The abstract deadline for the conference publication ‘Promises of Monsters’ is closing in, and some of the editors have rallied together to shamelessly steal a bunch of questions (and sometimes even answers) that they can ask themselves in order to shed some light on the upcoming issue. If you have questions that are not answered here, you’re always welcome to contact us at promisesofmonsters at gmail dot com, and if you’d like to read the full call for abstracts, you can find it here.
Before moving on to the actual questions, we’d like to stress that even though this is an issue based on the conference Promises of Monsters, which took place in Stavanger in April, this issue is open to all submissions, also from scholars and artists who didn’t participate in the conference.
The abstract deadline is the 17th of October.
And now to the stolen Q&A!
Ask the Editors!
Why monster studies?
Donna McCormack: Monster studies opens up the possibility of exploring a whole array of themes, topic, theories, representations, art, histories and more. It crosses disciplines; it’s serious, funny and scary; and it is deeply theoretical, ethical and political. It is the monster’s capacity to address what is often ignored or just in the sidelines, or at the centre of our thoughts as the most hated, despicable or enticing of beings that I find appealing. It seeks to grapple with how formations of exclusion, violence and surveillance work, and therefore pays attention to embodiment as central to our being in the world with others.
Why does the issue invite both art and academic contributions?
Sara Orning: Monsters and the monstrous have fascinated across genres and social groups for centuries, just think of the art of Hieronimus Bosch (1450-1516) and the preoccupation with monsters by doctors, writers, lawyers, laypeople, royals, and artists in the early modern period. Often artistic portrayals and theoretical investigations have gone hand in hand. In the case of something like the monstrous, we move in places that can be hard to describe or fully account for with academic words only. That is why we believe that art and academia together can provide a fuller picture of monsters and the monstrous.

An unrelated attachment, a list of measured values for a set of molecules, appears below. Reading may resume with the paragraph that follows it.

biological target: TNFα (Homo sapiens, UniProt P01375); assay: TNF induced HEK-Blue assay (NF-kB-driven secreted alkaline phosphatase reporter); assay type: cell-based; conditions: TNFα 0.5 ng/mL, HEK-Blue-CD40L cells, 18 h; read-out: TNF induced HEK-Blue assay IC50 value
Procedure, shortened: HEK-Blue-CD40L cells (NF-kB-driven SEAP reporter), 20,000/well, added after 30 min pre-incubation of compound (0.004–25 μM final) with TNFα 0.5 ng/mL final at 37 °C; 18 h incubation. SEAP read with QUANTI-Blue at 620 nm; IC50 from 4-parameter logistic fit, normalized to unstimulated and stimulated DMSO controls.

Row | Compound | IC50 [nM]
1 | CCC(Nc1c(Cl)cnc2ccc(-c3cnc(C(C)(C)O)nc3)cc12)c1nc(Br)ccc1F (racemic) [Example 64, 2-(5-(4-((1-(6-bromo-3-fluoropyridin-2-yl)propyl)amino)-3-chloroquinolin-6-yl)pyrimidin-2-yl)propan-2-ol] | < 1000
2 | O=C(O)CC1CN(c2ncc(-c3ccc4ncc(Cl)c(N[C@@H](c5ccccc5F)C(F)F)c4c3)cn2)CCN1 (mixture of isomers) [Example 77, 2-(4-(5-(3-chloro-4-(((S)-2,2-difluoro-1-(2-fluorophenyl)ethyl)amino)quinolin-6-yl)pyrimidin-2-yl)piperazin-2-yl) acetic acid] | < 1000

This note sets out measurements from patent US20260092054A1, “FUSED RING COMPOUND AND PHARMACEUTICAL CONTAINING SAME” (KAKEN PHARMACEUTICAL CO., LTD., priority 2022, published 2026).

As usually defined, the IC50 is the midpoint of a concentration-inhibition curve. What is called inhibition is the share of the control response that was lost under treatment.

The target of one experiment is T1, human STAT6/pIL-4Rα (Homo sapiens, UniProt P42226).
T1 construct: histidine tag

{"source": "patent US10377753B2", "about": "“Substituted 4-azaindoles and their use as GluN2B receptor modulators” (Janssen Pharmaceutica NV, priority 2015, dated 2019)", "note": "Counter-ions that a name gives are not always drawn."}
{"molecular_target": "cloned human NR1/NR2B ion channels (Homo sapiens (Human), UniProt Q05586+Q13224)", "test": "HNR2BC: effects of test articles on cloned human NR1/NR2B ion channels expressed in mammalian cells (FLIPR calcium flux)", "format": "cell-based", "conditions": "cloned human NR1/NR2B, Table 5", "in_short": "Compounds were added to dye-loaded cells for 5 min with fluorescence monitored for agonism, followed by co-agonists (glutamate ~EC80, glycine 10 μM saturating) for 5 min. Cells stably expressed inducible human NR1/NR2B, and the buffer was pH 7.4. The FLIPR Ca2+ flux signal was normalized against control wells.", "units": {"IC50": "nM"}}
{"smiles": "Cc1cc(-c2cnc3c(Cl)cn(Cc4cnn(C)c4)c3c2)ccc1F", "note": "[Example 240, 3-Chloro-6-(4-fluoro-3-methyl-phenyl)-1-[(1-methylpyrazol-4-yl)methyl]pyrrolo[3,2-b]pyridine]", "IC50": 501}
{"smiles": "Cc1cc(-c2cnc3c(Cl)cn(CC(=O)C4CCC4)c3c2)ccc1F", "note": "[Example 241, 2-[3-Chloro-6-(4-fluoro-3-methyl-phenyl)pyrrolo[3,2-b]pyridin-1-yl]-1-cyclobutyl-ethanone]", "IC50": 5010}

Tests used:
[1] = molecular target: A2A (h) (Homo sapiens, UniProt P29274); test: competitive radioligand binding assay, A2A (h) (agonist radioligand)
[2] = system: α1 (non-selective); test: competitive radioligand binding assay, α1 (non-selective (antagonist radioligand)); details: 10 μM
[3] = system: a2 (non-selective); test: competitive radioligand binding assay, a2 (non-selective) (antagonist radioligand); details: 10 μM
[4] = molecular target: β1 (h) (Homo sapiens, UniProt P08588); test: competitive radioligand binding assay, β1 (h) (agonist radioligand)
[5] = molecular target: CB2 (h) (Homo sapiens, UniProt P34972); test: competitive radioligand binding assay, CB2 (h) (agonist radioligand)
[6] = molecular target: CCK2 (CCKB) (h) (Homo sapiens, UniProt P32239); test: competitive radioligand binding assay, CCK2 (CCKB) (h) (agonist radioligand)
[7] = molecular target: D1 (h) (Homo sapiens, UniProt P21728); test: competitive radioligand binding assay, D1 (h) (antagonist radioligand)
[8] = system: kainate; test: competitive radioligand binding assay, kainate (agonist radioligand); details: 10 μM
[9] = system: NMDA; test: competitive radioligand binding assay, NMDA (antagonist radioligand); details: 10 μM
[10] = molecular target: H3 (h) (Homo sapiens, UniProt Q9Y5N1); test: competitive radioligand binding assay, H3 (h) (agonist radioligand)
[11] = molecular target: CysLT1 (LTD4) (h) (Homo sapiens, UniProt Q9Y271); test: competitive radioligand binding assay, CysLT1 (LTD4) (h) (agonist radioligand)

Line Henriksen: We want to invite all kinds of thinkers to engage with the figure of the monster and the concept of the monstrous. As such, we’re not just interested in how the monster may do important critical work within academia, but also how artists engage with the monster to reimagine and rethink the world and what it may become.
What do you look for in a submission?
Line Henriksen: A critical and creative engagement with the monster and the monstrous. The monster disrupts, it tears things apart, it does work but – to quote monster theorist Asa Mittman – it does not do so nicely. We’re looking for submissions that engage the monster in ethical but disturbing ways. Submissions that do not set out to domesticate, explain or fetishize the monster, but instead explore ways to live in the company of monsters, knowing full well that they are as dangerous as they are necessary.
What’s your favourite monster?
Aino-Kaisa Koistinen: I’m always fascinated with science fiction’s monsters that are made in the image of humans only to contort this image, thus positing questions about what humanity is really all about. There are so many monsters to choose from, so it is hard to choose a favourite. However, I have always liked Doctor Who’s Daleks as they present us such a chilling image of technology gone too far and, while doing so, evoke pressing ethical questions. For example, how could we think about compassion with the Daleks, a species trapped in technology that has lost its capability for compassion and has sworn to exterminate all that is “other” and “inferior”? For me, the Daleks (starting from the original Doctor Who in the 1960s) resonate with so many contemporary cultural discussions concerning xenophobia and the boundaries of humans and monsters, making them intriguing monsters.